Integrating Difficult Dialogues into the Core Curriculum: Race, Ethics, and UAB
Our project occurs at the intersection of two new undergraduate initiatives at the University of Alabama at Birmingham: freshman learning communities (FLC) and enhanced instruction in ethics and civic responsibility. Three FLCs focusing on issues of race and ethics especially relevant to the history and mission of UAB have been developed and were first offered in fall 2007.
In two sections of “Exploring Birmingham,” students study the unique historic, economic, and geographic forces that led to the creation of this “New South” industrial city in the heart of the former Confederacy and the pivotal role that Birmingham played in the Civil Rights Movement. In an experiential learning exercise called “City as Text ©,” student teams go into the community to explore some assigned aspect of the cityscape, such as local neighborhoods, the downtown business district, transportation systems, or community service agencies. Analyzing what they have learned inside and outside the classroom, students gain a more complex understanding of how and why contemporary issues in the city continue to reflect racial, ethnic, and cultural differences.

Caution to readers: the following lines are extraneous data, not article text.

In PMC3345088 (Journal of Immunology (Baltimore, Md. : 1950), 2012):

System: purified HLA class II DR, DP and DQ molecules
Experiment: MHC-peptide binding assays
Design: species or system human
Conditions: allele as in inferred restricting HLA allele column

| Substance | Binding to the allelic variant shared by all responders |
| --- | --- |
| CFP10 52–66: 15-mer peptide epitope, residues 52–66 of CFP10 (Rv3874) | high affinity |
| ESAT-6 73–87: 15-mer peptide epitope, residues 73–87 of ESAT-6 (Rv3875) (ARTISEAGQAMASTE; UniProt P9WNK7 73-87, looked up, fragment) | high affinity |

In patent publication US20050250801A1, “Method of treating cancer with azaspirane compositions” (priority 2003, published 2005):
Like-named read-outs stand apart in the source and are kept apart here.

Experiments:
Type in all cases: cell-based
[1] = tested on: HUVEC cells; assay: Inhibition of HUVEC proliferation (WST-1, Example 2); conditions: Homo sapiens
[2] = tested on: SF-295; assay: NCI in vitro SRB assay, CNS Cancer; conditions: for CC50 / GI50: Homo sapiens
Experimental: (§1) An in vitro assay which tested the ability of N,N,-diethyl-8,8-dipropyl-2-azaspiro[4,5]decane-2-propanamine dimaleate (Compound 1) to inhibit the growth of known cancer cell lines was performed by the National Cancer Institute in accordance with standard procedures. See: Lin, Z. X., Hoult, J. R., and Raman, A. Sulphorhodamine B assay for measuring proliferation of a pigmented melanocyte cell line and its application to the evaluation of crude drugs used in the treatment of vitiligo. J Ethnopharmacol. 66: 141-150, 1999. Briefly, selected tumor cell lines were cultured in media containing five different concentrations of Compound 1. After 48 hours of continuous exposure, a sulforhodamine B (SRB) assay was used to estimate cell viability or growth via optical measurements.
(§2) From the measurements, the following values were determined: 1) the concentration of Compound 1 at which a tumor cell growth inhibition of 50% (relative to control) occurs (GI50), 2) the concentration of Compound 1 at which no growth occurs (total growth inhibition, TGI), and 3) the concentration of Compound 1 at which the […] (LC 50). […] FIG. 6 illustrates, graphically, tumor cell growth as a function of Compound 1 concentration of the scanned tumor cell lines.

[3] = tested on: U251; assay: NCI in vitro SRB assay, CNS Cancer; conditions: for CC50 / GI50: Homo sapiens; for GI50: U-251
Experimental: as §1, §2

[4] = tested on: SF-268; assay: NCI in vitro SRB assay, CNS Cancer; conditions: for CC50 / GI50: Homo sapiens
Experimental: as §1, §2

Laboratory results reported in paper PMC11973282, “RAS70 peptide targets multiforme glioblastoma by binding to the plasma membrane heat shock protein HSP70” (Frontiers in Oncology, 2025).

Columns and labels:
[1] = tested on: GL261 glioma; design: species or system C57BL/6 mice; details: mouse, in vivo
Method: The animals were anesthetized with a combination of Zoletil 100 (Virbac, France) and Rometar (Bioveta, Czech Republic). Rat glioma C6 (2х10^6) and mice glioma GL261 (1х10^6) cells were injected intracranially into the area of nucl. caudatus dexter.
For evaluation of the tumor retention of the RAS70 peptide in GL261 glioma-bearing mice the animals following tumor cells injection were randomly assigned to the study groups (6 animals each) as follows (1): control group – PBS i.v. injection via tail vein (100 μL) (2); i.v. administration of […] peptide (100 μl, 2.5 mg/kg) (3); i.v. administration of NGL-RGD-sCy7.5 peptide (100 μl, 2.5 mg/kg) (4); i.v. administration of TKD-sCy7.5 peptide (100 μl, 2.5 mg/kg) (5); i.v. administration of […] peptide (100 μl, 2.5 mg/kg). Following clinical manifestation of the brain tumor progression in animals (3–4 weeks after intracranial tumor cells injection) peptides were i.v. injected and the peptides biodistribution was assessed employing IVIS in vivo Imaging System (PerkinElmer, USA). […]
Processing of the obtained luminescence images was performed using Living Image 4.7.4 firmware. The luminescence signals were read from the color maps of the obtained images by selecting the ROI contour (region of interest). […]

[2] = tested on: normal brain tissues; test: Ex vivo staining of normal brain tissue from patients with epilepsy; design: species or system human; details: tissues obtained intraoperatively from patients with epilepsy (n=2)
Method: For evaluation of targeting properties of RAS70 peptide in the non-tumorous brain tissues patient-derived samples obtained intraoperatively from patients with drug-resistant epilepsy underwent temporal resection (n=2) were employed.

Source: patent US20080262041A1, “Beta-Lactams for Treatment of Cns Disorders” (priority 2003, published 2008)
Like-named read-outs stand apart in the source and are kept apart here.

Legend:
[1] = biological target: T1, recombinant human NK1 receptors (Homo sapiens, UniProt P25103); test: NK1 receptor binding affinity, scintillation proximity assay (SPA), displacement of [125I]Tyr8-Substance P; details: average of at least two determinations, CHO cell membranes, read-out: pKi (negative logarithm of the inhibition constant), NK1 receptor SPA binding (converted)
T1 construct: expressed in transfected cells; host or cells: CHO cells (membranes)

In “Contemporary Moral and Social Issues," students explore ethical and social issues related to ethnicity that arise in scientific research. Biomedical science in particular presents complex, potentially divisive situations. Research sometimes focuses on minority communities that have a history of being used in medical research in ways that raise serious ethical questions. Genetic studies in defined communities have the potential to reinforce ethnic stereotypes by privileging biological explanations for problems that are linked to social inequities. Students focus on understanding competing traditions and arguments on the ethical, legal and social-religious issues concerning the place of biology in human identity, a subject of intense relevance at an institution with an internationally known health research center and multiple health-related majors.
Educational modules--backgound reading, content outlines, and video material for discussion--with parallel content have been developed for use in upper-level courses and are available for public use.
In addition, two free public events on the subjects of the FLCs championed the idea that respectful dissent and dialogue are necessary components of critical thinking, rational decision-making, and the educational process:
September 13, 2007
Presentation by Angela Davis "Leadership & Democracy"
Alys Stephens Center
Special dialogue with Students
Spencer Honors House
November 9, 2007
Conference on Race, Genetics, and Medicine
8:30 am - 12 pm
Keynote speaker: Dr. Troy Duster, former president of the American Sociological Association
Featured presenters: Dr. Jose Fernandez and Dr. Adewale Troutman